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High school football: Oklahoma Christian School linemen inspire teammates, each other

Guard Cole Hatchel and tackle Christian Aduddell have beaten the odds and will take the field for the Saints this season.
by Ed Godfrey Published: August 14, 2012

EDMOND — If the Oklahoma Christian School football team needs inspiration this season, the Saints don't have to look any further than the right side of their offensive line.

Guard Cole Hatchel is a cancer survivor. Tackle Christian Aduddell is diabetic. They have overcome more obstacles than most just to get the opportunity to play high school football.

“We've had to fight just to be out here,” Aduddell said. “It means a whole lot to us to get to play Friday nights and see those lights and the fans.”

Aduddell and Hatchel are a “great inspiration” to the rest of the team, said Saints coach Derek Turner.

“They don't let any of their physical problems hold them back,” Turner said. “Half of the time the other kids don't even remember they have a problem.”

It's only when the two linemen take off the pads that their medical issues become noticeable: the place on Aduddell's side for the insulin pump and the physical scars on Hatchel's chest from a surgery to remove a cancerous tumor and subsequent chemotherapy treatments.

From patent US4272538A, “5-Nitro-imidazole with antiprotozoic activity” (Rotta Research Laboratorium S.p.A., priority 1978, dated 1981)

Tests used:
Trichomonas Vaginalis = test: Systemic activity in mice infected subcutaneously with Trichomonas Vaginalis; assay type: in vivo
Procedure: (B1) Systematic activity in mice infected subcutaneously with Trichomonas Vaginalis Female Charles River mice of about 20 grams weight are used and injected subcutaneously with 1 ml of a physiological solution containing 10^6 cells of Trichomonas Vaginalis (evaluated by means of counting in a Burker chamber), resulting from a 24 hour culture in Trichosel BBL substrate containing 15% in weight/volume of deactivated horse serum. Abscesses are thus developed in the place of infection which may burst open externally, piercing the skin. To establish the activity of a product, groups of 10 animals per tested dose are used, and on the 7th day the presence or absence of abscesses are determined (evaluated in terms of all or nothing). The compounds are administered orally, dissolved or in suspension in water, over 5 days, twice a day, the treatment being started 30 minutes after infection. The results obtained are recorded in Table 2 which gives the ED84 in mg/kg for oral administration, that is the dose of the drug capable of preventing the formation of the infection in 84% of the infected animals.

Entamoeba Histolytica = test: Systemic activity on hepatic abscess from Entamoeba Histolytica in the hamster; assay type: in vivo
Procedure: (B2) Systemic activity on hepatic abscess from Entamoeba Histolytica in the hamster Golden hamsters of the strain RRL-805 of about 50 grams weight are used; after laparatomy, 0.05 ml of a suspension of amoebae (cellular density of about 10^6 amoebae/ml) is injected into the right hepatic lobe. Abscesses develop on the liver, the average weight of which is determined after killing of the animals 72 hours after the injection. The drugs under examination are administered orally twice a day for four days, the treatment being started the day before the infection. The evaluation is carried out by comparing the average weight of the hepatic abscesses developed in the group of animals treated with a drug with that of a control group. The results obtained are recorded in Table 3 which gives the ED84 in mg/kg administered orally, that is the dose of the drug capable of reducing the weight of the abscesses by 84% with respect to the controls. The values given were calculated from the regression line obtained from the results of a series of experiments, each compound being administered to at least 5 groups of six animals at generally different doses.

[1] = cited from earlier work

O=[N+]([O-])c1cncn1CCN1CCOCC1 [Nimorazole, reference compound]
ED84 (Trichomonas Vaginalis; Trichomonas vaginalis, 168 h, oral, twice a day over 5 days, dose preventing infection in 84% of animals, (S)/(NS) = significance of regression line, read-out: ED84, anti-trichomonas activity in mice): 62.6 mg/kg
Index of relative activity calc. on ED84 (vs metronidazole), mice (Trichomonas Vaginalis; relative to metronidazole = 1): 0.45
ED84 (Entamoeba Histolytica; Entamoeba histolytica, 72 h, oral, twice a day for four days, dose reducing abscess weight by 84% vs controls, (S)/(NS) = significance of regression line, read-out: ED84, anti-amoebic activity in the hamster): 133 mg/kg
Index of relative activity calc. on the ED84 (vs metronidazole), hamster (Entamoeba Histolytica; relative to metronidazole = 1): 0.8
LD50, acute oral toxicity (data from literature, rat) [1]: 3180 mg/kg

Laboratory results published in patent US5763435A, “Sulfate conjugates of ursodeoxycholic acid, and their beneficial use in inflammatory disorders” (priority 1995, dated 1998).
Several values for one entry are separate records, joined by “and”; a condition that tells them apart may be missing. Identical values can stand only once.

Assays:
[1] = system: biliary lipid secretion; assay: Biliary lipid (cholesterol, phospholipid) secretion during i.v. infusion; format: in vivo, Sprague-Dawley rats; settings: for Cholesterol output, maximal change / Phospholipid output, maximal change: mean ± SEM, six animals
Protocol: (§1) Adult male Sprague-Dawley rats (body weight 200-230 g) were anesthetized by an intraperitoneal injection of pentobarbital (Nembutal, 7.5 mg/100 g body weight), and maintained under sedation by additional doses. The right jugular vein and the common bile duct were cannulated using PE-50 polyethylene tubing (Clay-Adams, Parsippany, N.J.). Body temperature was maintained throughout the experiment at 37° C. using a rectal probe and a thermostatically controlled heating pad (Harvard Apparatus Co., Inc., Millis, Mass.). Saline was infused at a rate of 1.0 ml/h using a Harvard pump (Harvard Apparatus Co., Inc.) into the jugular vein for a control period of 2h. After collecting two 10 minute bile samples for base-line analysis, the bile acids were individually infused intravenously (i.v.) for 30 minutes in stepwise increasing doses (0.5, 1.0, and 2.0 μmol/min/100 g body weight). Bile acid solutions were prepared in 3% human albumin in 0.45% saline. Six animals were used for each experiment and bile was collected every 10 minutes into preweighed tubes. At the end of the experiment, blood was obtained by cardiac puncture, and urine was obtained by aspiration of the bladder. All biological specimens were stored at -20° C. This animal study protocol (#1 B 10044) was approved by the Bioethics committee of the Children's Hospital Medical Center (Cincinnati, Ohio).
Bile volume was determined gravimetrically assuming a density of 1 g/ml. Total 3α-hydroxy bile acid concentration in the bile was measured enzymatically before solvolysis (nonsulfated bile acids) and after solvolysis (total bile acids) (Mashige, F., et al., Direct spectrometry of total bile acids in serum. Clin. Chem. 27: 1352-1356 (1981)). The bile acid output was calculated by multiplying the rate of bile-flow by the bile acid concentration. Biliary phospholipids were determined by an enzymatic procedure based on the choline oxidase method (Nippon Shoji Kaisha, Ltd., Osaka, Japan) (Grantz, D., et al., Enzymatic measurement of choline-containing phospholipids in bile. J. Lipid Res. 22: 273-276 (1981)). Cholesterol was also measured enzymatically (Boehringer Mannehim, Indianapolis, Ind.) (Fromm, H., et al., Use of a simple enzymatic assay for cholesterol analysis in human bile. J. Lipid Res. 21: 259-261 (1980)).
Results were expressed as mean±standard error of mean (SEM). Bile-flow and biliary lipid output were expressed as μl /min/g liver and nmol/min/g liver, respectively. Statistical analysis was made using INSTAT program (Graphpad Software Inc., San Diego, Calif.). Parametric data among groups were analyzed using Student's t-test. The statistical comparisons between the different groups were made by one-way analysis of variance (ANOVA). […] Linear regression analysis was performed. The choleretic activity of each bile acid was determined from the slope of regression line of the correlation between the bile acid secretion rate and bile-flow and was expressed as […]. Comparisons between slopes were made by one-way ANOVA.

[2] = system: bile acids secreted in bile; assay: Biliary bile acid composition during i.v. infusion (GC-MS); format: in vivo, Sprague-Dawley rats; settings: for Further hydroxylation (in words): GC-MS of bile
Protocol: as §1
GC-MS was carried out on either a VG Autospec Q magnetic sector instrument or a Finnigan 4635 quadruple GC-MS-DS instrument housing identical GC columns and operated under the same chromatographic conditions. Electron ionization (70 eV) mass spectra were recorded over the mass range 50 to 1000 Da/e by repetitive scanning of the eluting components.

Aduddell learned he was diabetic on his 12th birthday. He monitors his blood sugar during games and keeps needles on the sidelines in case he needs an insulin shot.

“I've had to take shots a few times,” he said.

Sometimes at halftime, he will reconnect his insulin pump. While some athletes wear the insulin pump while they play, it's not feasible in football, Turner said.

“Christian, you have to keep an eye on him because ever once in a while you will see that glazed look in his eyes and he will be wandering a little bit,” Turner said.

At age 5, Hatchel was diagnosed with Hodgkin's lymphoma. He beat the disease with surgery, chemotherapy and radiation. Hatchel went into remission in 2000 but has had other serious medical issues since.

In the fourth grade, doctors discovered a tumor on his optic nerve. Two weeks after the discovery, doctors told Hatchel the tumor had miraculously disappeared. Still, Hatchel was left with vision problems in his left eye and migraines later in life.

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by Ed Godfrey
Copy Editor, Outdoors Editor, Rodeo, River Sports Reporter
Ed Godfrey was born in Muskogee and raised in Stigler. He has worked at The Oklahoman for 25 years. During that time, he has worked a myriad of beats for The Oklahoman including both the federal and county courthouse in Oklahoma City for more...
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